Who knew a little fairy dust could be so powerful?
Like its orphan hero, the Broadway underdog Peter and the Starcatcher soared, grabbing nine Tony nominations — the most nods for any play this year. Behind the stellar cast is an equally starry creative team, led by co-Directors Alex Timbers (Bloody Bloody Andrew Jackson) & Roger Rees (most recently as an actor in The Addams Family) and writer Rick Elice (Jersey Boys).
As they prepare for Tony night and a recently announced Peter national tour, this “dream team” sat down to answer a few questions about the show, their collaboration and their careers. First up, the playwright (and a Tony nominee this year for Best Score) Rick Elice…
Peter feels like such a collaborative, improvisational work and yet the script is so intricate and detailed. What was the genesis of the script?
In 2007, Roger Rees and Alex Timbers embarked on a series of workshops to adapt Dave Barry and Ridley Pearson’s novel, Peter and the Starcatchers – an origin story of Peter Pan – for the stage. During the first “lab,” they worked entirely from the novel. But they needed some sort of introduction that would explain how narrative voices would be used in a potential play. They called a mutual acquaintance, me, and I wrote them a prologue. The first workshop led to a second, for which they needed some scenes, so the actors would know what to say. They called a mutual acquaintance, me, and asked if I would supply some dialogue and some ideas for scenes that weren’t in the novel. Dave and Ridley came to check it out. Dave, not one to beat around any bush, asked “Who wrote that stuff? We really like it.” Tom Schumacher of Disney, who had underwritten the workshops, said, “That guy, sitting over there.” (I raised my hand and grinned sheepishly.) Then, Tom added, “He’s going to write the play.” And sometimes, that’s how you get the gig. So basically, it’s important to know directors who don’t have lots of friends who are writers.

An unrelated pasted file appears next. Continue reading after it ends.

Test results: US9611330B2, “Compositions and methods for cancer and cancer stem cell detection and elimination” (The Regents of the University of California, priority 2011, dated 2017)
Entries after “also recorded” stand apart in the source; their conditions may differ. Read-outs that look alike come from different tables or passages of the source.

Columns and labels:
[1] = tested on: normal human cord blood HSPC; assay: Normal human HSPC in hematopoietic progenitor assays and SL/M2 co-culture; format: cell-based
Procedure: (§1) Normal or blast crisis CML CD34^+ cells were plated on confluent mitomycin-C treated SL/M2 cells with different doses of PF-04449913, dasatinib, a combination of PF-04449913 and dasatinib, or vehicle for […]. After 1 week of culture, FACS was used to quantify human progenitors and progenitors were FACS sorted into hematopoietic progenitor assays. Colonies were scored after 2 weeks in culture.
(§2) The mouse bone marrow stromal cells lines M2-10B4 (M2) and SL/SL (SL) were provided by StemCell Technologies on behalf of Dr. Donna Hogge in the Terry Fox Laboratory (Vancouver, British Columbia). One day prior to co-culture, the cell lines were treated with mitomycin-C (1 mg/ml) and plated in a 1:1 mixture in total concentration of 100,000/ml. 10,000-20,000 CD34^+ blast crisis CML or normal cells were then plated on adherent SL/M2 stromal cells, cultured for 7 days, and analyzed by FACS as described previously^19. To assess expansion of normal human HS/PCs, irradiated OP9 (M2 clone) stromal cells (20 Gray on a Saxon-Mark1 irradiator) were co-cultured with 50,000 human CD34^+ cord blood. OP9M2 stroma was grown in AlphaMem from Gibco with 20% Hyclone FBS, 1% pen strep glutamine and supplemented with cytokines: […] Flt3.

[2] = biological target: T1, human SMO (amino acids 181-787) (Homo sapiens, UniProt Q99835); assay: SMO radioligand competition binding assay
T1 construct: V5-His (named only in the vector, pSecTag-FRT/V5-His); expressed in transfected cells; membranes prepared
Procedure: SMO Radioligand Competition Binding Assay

Did you participate actively in rehearsals and did the cast influence the script? Is there still wiggle room for play in the piece even now that it has been “frozen” on Broadway?
I was at rehearsals every day, or close to it – (sometimes I had to do laundry). I wouldn’t have missed them. In La Jolla, I was rewriting whole sections, so I often sat in the room, glued to my keyboard. I just liked being in a room with so much great, creative energy. And I was getting to know the actors, and enjoyed the very particular pleasure of writing to various actors’ specific talents. Between La Jolla and New York Theatre Workshop, I did major rewriting to accommodate a change in cast size, and a conceptual change that dramatically altered the two title roles – something we only learned through La Jolla’s great “Page to Stage” program, of which we were a part. At Theatre Workshop, I was there every day, because I was jealous of the limited rehearsal time, and, by this time, had become great friends with the actors. So to have a free ticket into the room was a treat. Also, like a tailor at the local laundry, it was very efficient to have me there to do rewrites, and develop new sequences “on premises” – based on our finally having a set. For Broadway, we gave the actors a new script on the first day that had some big structural changes, and over the course of rehearsals, I was able to do very specific work. I love being at rehearsals a lot. I have the rest of my life to be somewhere else.
Wiggle room? Well, actors of the caliber in Peter are so alive in their roles that wiggle room isn’t necessary. Also, the physical tasks at hand require that everybody know what everybody is doing moment to moment, or someone could be hurt. So no – the text is the text and the production is the production. There are one or two “cadenza” moments, where the duration of certain things may vary from night to night, at the discretion of one or two of the actors. It’s lovely when audience members say the whole thing has this entirely improvised feel, but believe me, it’s all worked out very carefully by the extraordinary ensemble of actors, the choreographer, the directors, the stage managers. It’s a tribute to them that the play has that improvised feel.